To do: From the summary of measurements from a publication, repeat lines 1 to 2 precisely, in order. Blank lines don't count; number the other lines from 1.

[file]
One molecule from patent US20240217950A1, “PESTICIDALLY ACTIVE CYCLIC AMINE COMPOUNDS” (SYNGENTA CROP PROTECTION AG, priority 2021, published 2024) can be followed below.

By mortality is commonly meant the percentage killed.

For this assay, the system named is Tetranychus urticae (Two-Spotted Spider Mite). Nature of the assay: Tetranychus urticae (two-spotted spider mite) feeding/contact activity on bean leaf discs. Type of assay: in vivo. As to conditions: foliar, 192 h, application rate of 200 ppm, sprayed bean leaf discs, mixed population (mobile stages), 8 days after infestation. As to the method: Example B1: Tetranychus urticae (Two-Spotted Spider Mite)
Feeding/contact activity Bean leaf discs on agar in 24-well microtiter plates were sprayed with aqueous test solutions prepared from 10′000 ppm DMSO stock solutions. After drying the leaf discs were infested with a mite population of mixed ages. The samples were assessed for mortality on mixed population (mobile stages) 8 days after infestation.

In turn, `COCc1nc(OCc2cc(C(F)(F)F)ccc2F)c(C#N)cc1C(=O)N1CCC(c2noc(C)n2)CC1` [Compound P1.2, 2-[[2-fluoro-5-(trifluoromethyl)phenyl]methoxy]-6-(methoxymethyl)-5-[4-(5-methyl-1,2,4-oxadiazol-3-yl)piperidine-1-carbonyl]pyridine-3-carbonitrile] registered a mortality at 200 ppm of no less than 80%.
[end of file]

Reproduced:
One molecule from patent US20240217950A1, “PESTICIDALLY ACTIVE CYCLIC AMINE COMPOUNDS” (SYNGENTA CROP PROTECTION AG, priority 2021, published 2024) can be followed below.

By mortality is commonly meant the percentage killed.